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Education Science

11-Year-Old Graduates With Degree In Astrophysics 648

Posted by CmdrTaco
from the they-should-make-physics-harder dept.
Gotenosente writes "11-Year-Old Moshe Kai Cavalin has graduated from East Los Angeles Community College with a degree in astrophysics. 'At a time when his peers are finishing 6th grade, this only child of a Taiwanese mother and an Israeli father is trying on a cap and gown preparing to graduate with a 4.0 from community college.' The article continues with a quotation by the boy, hinting at his modesty, 'I don't consider myself a genius because there are 6.5 billion people in this world and each one is smart in his or her own way.' Daniel Judge, Cavalin's statistics professor, says, 'Most students think that things should be harder than they are and they put these mental blocks in front of them and they make things harder than they should be. In the case of Moshe, he sees right through the complications.'"
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11-Year-Old Graduates With Degree In Astrophysics

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  • by eldavojohn (898314) * <eldavojohn.gmail@com> on Monday June 08, 2009 @12:12PM (#28251997) Journal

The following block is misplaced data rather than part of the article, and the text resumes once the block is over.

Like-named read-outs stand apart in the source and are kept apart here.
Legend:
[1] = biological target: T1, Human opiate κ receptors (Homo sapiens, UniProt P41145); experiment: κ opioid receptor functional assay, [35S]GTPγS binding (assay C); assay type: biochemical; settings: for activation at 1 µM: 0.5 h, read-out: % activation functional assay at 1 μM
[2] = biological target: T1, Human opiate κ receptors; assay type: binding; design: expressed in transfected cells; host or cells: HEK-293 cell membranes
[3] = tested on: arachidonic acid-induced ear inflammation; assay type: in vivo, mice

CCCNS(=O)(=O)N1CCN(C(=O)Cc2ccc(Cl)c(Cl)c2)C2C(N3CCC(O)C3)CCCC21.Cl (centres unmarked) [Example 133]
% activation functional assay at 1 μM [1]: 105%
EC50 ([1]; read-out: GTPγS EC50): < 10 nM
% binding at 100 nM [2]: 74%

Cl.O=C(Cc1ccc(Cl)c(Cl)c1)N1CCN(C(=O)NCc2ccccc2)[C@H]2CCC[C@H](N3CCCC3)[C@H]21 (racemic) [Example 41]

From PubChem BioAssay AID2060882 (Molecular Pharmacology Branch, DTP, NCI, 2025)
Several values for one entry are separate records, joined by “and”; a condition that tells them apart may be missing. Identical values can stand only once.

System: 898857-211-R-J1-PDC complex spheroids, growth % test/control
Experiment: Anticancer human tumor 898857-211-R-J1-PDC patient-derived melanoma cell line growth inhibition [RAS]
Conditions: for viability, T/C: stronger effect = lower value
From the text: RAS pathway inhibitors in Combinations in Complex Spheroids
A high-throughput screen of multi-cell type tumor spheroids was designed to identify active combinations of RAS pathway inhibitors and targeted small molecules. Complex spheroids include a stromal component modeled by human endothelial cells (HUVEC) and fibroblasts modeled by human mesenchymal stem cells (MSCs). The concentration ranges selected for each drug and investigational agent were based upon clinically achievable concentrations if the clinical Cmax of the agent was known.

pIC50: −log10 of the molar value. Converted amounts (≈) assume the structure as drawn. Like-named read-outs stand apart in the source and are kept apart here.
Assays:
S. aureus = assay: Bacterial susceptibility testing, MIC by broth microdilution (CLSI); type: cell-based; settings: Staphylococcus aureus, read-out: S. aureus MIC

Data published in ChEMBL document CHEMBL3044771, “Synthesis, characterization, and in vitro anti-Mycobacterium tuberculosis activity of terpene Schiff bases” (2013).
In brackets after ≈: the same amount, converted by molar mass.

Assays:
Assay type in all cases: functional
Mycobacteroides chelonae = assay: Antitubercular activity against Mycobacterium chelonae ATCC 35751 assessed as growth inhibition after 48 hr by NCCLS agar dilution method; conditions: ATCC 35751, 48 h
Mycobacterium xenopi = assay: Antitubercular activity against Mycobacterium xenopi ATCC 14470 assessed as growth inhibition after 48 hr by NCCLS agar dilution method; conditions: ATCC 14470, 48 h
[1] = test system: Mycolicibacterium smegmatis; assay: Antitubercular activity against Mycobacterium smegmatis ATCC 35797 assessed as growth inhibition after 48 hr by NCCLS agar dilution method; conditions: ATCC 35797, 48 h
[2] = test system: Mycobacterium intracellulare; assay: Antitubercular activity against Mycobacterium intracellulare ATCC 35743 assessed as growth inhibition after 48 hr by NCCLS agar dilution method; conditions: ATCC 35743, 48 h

It is amazing to have done this by age 11 but it is a 2 year associates degree of liberal arts in astrophysics.

    Once again, I'm not trying to detract from his accomplishments but this isn't exactly as intensive as a four year bachelor's of science.

    I was looking for a course plan from that college but could not find one for astrophysics [google.com] ... if you look up regular physics [elac.edu], it simply says "The item you selected does not have a Certificate/Degree." Please note their general catalogue has no mention of astrophysics [elac.edu]. This is the extent of all of their Physics courses:
    • PHYSICS 001 Mechanics of Solids
    • PHYSICS 002 Mechanics of Fluids, Heat and Sound
    • PHYSICS 003 Electricity and Magnetism
    • PHYSICS 004 Optics and Modern Physics
    • PHYSICS 006 General Physics I
    • PHYSICS 007 General Physics II
    • PHYSICS 011 Introductory Physics
    • PHYSICS 021 General Physics I with Calculus
    • PHYSICS 022 General Physics II with Calculus

    Leaves a bit to be desired. Is it possible to "get" a degree in physics (let alone a special area of physics) with the most advanced course being "Optics and Modern Physics?" I think in my undergrad we touched on relativity in required physics courses with several advanced courses devoted entirely to it and its special forms.